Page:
The "Gates" Are Closing: SEC Votes Through Money Market Reform

Tyler Durden's picture

It was nearly five years ago when Zero Hedge first wrote: "This Is The Government: Your Legal Right To Redeem Your Money Market Account Has Been Denied" in which we predicted as part of the ongoing herding of investors away from every other asset class and into stocks, regulation will be implemented to enforce that "money market fund managers will have the option to 'suspend redemptions to allow for the orderly liquidation of fund assets" or in other words implement redemption "gates." The logic: spook participants in the $2.6 trillion money market industry with the prospect of being gated (i.e., having no access to ones funds) and force them to reallocate funds elsewhere.

Moments ago the gates arrived, when following a close 3-2 vote (with republican commissioner Piwowar and democrat Stein dissenting), the SEC adopted new rules designed to curb the risk of investor runs on money market funds, capping the end of a years-long heated debate between regulators and the industry dating to the financial crisis according to Reuters.

Among the changes, funds will have to switch to a floating share price instead of the current $1/share (hence the term breaking the buck). But the key part: "The SEC's rule will require prime money market funds to move from a stable $1 per share net asset value, to a floating NAV. It also will let fund boards lower redemption "gates" and fees in times of market stress."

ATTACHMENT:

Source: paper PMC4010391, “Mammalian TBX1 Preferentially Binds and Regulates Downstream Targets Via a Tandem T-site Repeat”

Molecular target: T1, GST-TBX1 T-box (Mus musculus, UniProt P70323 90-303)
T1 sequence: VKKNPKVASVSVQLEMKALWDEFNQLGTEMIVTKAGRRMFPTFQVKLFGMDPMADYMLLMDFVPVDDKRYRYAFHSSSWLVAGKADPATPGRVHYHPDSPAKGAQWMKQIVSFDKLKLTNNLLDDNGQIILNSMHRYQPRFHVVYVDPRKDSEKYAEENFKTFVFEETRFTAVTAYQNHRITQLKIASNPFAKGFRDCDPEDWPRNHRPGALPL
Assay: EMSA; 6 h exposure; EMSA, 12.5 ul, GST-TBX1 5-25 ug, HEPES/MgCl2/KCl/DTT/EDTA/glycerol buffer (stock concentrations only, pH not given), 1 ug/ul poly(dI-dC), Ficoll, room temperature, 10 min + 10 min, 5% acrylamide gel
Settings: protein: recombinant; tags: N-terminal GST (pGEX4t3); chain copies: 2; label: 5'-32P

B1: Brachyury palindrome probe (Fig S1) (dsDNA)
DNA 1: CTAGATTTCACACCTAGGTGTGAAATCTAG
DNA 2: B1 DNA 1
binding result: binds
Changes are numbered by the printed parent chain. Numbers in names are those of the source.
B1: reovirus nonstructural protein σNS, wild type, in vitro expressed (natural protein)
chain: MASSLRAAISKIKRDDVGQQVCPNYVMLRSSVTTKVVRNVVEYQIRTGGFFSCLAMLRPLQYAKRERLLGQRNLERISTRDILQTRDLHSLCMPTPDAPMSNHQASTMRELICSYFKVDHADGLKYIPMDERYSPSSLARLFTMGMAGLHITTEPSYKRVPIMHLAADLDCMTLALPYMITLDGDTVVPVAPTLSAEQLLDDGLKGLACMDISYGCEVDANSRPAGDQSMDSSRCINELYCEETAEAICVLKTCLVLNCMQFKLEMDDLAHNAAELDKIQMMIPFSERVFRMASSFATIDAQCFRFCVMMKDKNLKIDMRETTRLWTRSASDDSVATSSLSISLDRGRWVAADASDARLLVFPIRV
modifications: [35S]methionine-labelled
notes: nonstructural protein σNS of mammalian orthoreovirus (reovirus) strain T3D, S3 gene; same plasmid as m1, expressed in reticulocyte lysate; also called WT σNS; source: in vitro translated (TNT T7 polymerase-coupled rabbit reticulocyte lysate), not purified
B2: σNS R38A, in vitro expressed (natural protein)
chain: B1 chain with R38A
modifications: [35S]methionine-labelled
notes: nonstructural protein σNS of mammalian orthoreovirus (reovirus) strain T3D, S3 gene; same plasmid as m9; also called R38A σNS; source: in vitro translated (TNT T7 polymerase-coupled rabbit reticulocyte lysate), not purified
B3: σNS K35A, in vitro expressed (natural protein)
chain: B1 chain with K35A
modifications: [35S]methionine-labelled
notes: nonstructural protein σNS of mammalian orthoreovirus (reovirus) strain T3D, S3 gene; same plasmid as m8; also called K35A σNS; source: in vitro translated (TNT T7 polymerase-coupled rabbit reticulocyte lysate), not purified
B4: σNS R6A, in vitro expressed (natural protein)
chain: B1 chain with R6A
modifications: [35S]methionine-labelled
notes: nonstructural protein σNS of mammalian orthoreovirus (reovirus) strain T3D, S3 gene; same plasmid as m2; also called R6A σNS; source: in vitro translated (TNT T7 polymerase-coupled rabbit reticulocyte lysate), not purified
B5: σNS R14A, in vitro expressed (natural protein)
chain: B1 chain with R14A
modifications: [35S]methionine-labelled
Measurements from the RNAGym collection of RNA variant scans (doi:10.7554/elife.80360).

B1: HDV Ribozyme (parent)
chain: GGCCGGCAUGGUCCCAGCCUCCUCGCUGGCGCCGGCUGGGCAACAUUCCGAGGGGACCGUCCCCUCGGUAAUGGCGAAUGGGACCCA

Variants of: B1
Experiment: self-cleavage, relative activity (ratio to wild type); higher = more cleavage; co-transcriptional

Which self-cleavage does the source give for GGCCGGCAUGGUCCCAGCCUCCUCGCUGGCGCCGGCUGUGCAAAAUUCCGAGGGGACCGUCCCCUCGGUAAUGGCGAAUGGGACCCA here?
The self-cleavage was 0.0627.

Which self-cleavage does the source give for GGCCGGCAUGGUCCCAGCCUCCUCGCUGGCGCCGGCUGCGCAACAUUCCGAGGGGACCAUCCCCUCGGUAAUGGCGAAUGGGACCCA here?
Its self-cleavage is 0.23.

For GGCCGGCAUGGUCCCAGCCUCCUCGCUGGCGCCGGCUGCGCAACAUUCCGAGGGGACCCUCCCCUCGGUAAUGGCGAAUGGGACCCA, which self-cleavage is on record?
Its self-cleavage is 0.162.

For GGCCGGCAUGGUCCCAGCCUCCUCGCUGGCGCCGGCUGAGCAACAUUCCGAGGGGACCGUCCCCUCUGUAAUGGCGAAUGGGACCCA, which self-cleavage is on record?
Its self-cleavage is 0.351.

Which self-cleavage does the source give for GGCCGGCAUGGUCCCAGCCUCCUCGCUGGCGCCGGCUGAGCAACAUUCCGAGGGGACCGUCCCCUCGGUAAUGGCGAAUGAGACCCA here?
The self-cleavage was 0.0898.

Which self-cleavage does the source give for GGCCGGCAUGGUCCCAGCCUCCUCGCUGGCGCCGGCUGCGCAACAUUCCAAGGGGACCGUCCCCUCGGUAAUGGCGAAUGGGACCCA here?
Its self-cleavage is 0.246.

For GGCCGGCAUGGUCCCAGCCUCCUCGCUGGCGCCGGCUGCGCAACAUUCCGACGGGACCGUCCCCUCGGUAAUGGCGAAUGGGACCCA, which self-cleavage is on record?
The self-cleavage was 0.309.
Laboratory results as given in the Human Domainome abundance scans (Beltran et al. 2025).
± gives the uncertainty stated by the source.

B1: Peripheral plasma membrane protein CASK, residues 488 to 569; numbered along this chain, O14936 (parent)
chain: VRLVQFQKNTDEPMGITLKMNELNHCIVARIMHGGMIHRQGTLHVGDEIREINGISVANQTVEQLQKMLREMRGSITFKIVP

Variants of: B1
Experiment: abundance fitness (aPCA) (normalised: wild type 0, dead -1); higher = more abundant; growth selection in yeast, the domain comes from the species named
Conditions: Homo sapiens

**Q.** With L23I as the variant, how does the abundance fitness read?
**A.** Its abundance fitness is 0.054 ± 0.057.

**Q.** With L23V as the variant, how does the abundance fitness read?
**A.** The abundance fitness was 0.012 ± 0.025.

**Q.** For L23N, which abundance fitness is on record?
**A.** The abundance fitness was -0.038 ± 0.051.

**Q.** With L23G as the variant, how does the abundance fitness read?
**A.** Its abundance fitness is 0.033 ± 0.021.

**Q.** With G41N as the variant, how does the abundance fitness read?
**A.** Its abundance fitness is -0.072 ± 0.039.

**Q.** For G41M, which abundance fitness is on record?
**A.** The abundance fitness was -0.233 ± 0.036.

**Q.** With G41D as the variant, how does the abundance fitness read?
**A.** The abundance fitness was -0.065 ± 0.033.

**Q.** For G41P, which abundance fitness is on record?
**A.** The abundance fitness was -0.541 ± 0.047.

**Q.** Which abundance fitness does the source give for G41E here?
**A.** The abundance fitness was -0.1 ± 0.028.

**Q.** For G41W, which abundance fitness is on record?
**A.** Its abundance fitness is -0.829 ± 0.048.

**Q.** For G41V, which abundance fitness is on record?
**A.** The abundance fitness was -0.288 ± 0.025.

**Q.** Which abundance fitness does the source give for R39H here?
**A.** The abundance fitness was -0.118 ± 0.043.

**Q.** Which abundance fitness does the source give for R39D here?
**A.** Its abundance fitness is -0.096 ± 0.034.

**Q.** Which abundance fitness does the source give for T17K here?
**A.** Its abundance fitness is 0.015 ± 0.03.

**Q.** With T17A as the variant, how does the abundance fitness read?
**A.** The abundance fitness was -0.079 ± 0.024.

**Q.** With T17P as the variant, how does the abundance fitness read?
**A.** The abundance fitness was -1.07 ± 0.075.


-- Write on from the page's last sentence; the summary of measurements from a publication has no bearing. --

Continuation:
And therein lies the rub, because the very presence of the "gate" effect will be enough to send money market investors rushing out (as they are all sophisticated enough to know that this fake, rigged market is a house of cards just waiting to come down) and into other asset classes.

Of course, it is the desire of the SEC, the Fed and the US Treasury that the one asset class picked as an alternative to money markets is equities: considering that the entire rally since 2009 has been on the back of the Fed and the primary dealers, with virtually none retail participation, the SEC decided it was about time to herd the "retail investor" out of the ZIRP "danger" of money markets and into the "safety" of an all time higher stock market where even Janet Yellen admits there is at least a biotech and a social media stock bubble.

Below are some of the concerns voice by one of the objectors, Kara Stein, via Bloomberg which incidentally are all spot on: